Monday, 26 July 2010

The spice is right at Kirkgate Market

‘Bazaar’ things will be happening at Kirkgate market next week as a new market aimed at customers who have an interest in Asian fashion, food and culture is launched.

A little taste of Asia will be coming to the open market as the ‘Bazaar at Leeds market’ opens on Wednesdays to compliment the recently introduced all day Wednesday opening of the indoor market.

The launch of ‘The Bazaar’, will take place on Wednesday 28 July, and will operate every Wednesday thereafter. Entertainment at the launch will be provided by traditional bhangra dancers, Waris Punjab De and Dhol player Rani Taj. There will also be face painting, balloon art and children’s rides amongst the many stalls selling handbags, clothes and jewellery.

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Media are invited to the launch of the Bazaar at 1pm on Wednesday 28 July on the open market at Kirkgate. There will be an opportunity to take photos of the various performances and interview Leeds City Council market staff and organizers of the Bazaar. Please call the media team on 0113 247 4450 to arrange attendance.
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There will also be the chance to win 50 free suits, one for each of the first 50 customers to return a leaflet.

With the recently introduced all day Wednesday opening of the indoor market the Bazaar will provide additional interest for existing and new customers including an eclectic mix of stalls selling Asian sweets, fabrics and clothes.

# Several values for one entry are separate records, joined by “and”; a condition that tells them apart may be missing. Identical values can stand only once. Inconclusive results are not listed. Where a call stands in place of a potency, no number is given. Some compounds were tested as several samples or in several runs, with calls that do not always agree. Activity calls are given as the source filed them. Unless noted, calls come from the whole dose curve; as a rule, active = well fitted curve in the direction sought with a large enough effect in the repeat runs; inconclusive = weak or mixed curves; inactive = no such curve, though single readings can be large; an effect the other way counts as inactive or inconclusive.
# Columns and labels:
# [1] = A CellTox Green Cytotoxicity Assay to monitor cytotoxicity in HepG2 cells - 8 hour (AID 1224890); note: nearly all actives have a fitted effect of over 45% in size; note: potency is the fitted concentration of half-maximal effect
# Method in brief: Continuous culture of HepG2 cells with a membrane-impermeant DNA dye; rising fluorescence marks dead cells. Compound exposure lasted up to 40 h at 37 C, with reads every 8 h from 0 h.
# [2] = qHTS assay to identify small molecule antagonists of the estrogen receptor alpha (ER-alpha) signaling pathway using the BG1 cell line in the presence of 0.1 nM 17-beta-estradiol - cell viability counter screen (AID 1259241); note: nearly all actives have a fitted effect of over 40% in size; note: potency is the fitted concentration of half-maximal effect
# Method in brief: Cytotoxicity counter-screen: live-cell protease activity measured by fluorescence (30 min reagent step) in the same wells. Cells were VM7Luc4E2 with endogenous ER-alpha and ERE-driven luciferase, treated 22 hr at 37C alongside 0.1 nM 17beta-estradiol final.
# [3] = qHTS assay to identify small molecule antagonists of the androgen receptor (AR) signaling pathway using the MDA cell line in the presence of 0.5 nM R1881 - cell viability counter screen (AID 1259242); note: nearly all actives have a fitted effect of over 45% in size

As an added incentive there is free parking after 2pm on Wednesdays in the market car park if you take a receipt for over £5 to the market office you can claim back your parking money.*

Cath Follin, head of city centre and markets said:

“It is great that we are going to have the addition of the Bazaar market to compliment the fantastic offer already available in the indoor market and also to support the all day opening of the indoor market on Wednesdays.

“The Bazaar will provide a great injection of colour to the open market and ensure that the whole market is offering a great shopping experience.”

Hassan Ali, director of The Bazaar, said:
"We wanted to bring something new to Leeds and this is completely different. It will be like a real bazaar like you get in India or Pakistan.

“We will have lots of food stalls selling samosas, kebabs and chanaa chaat (spicy chickpea salad) and Bradford's Regal Cafe will be making fresh hot jalebis (Asian sweets)."

Notes to editors:

The Bazaar market will open every Wednesday in the outdoor area of Kirkgate market from 10am – 6pm.

*Parking charges will be reimbursed up to the sum of £4.80.


For media enquiries, please contact;
Cat Milburn, Leeds City Council press office (0113) 247 4450

Glowing report for Leeds fostering service

Leeds City Council’s fostering service is good and getting better according to government inspectors.

Following an inspection last month, the latest Ofsted report stated that all aspects of the fostering service were rated as good, which resulted in an overall rating of ‘good’ – a huge two point rise since last year, when it was rated as ‘inadequate’.

Inspectors commented that the council’s fostering service is “a strong service that provides good outcomes for children. It is well managed by an authority that is committed to its continued improvement. A significant investment of resources and management input has resulted in significant improvements and demonstrates a strong capacity to improve further.”

Councillor Judith Blake, executive member responsible for children’s services said:
“This is a fantastic achievement thanks to the hard work and dedication of a great team of people who go the extra mile on a daily basis for the city’s most vulnerable children and young people.

“It is especially pleasing that the inspectors commented that the service has a strong capacity for further improvement, however we will not rest on our laurels, there is still work to be done and further improvements to be made. “